Contributor: Stefanie Kalem
There is something of this current coronavirus “house arrest” that feels very familiar to me. I was a latchkey kid in the 80s: daughter of a working mom, an indoor kid with few real friends. When I was very small, I had a nation of imaginary pals who spoke to me through an emissary rather than just one made-up buddy whose name I knew. So it’s no wonder that, despite not coming from a family with a strong literary bent, I’d been reading anything I could get my hands on ever since I first learned to: Sweet Valley High from the stationery store; Daphne du Maurier and Voltaire from the middle school library; Jackie Collins paperbacks found in the rec room at my dad’s apartment building. I may not have had friends in my classes but I had worlds of them on the page.
I ploughed quickly through the books I’d packed my first year at sleepaway camp — two full months, at age nine, of being forced to play volleyball and shit, being bullied just as badly as I’d been at home, with the tonal enhancement of stoned teenagers being in charge instead of teachers and parents. So when I got home, I wanted painfully to be alone. But I didn’t want to be without a plot. We were early cable adopters so I had 30+ channels at my fingertips, a preponderance of stories through which to escape. Soap operas on ABC, cult flicks on USA, Emmet Otter’s Jug Band Christmas on HBO, softcore porn on the channels you had to unlock with the key my eventual stepdad kept with the loose change in a wooden bowl on his dresser — in the absence of attentive parenting and a large social network, I fell even deeper into stories, gleaning what knowledge I could from what I watched.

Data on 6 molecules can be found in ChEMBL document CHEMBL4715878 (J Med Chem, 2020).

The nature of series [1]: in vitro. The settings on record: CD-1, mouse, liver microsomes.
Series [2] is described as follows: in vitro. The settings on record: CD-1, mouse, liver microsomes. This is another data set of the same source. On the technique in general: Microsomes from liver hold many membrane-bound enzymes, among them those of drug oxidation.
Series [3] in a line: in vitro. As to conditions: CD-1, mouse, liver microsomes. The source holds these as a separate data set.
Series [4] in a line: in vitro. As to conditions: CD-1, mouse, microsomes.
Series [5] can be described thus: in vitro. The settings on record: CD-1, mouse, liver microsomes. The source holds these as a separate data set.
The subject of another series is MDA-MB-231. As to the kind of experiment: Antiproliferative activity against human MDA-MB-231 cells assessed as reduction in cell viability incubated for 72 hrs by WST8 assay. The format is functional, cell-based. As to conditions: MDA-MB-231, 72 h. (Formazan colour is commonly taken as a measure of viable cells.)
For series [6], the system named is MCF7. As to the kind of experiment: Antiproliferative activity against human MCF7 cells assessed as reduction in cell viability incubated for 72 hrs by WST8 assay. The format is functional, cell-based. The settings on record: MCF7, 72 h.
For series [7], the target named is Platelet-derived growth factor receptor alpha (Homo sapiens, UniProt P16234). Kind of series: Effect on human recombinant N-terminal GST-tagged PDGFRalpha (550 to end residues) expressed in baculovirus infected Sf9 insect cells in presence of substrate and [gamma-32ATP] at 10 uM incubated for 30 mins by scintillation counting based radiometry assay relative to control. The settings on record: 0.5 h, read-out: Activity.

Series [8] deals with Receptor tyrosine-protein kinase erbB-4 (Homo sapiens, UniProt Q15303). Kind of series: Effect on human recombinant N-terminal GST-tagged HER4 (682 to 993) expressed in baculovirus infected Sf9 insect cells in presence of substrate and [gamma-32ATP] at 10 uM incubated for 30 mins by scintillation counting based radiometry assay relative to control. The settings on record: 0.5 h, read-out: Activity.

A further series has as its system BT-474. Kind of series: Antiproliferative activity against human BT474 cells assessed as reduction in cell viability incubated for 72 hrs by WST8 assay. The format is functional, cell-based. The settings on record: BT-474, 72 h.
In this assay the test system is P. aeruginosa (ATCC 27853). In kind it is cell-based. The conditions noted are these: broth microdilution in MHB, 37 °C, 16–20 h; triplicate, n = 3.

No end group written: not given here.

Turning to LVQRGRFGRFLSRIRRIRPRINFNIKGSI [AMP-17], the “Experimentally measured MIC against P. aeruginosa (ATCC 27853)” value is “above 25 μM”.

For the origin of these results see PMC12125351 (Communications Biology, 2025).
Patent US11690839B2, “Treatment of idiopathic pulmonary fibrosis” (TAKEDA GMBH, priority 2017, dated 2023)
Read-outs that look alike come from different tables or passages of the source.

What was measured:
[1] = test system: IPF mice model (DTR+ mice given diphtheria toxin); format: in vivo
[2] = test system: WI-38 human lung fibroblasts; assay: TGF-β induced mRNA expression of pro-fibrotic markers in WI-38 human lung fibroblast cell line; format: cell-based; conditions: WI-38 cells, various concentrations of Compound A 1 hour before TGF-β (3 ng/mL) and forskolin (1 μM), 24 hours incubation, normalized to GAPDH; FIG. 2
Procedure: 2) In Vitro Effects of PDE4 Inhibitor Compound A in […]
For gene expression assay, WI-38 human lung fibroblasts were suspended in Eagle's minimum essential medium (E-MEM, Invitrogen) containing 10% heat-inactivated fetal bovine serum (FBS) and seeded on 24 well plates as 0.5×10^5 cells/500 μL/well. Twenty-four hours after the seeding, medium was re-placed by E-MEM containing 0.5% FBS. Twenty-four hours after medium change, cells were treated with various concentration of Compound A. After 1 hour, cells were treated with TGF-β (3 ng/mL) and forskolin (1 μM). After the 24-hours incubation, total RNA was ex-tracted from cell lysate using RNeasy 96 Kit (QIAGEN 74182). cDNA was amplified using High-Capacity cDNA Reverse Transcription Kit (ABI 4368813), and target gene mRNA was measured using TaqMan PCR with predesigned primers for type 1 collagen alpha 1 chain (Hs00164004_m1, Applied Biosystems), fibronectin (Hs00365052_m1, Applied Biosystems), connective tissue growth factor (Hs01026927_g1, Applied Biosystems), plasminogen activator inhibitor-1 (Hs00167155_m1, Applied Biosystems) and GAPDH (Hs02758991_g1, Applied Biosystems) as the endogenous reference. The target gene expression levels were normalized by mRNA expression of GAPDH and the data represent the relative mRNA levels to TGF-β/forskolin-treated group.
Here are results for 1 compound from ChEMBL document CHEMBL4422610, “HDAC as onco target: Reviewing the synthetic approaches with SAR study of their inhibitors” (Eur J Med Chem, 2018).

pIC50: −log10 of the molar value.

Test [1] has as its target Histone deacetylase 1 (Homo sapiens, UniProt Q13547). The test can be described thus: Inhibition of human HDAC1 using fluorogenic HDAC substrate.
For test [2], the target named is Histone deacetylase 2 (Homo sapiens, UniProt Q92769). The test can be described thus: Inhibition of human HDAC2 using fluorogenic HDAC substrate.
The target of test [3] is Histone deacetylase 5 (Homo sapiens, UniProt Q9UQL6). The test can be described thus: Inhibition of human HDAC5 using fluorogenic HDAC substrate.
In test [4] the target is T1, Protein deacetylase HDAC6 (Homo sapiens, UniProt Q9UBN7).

It wasn’t until I took a feminist film class in college that I learned about critical viewing; in the case of that class it was all about the male gaze, what it might mean when Marlene Dietrich shows up in the last scene of Blonde Venus wearing a tight coat, huge fur collar, and close-fitting hat, looking for all the world like a penis. I started watching TV and films with an expanded eye, suddenly aware of the person behind the camera, the writer of the script, the designer of the costumes and the sets and the lighting and sound, and the fact that they had perspectives and biases of their own. Seeing Allison Anders’s Gas Food Lodging in 1992, I was blown apart by a scene wherein the single mom, sitting on the toilet, shakes an empty box in the air and yells to her teenage daughters, “Who used the last tampon?!” This was something I’d never seen before, a depiction both comfortingly real and, by nature of its fresh rarity, practically fantastical.
As a writer, it would take many more years to pry open the aperture imposed upon me as a student of literature, a creative writing major with all male teachers and a largely white male canon that I was instructed to aspire to. I found Susan Minot, Katherine Dunn, and Jeanette Winterson outside of the classroom and therefore assumed they weren’t literature at all. But as a consumer of stories onscreen, I started thinking about who those stories were created by and their effects on me before I’d left my teens. That said, it wasn’t until, in my 30s, when I began revisiting some of the movies I’d watched on cable and in theaters as a kid — those friendly lifelines of escapism — that I understood which of those films had offered me a feminist message, one that went into the hopper along with all the sexy rock gods and globe-trotting jewel thieves, popping up when I needed them like the best pieces of popcorn.
The films below are, in fact, popcorn movies: They’re all fun to watch, almost all of them got wide distribution, and two even appear to have had decent budgets. While they are not necessarily fine films or art movies (and they are white as hell) they all stand out as stories of women flipping the bird to society, either because they’re fed up with what the patriarchy expects of them or because society itself has fallen apart and they just happen to be badasses who can take care of themselves.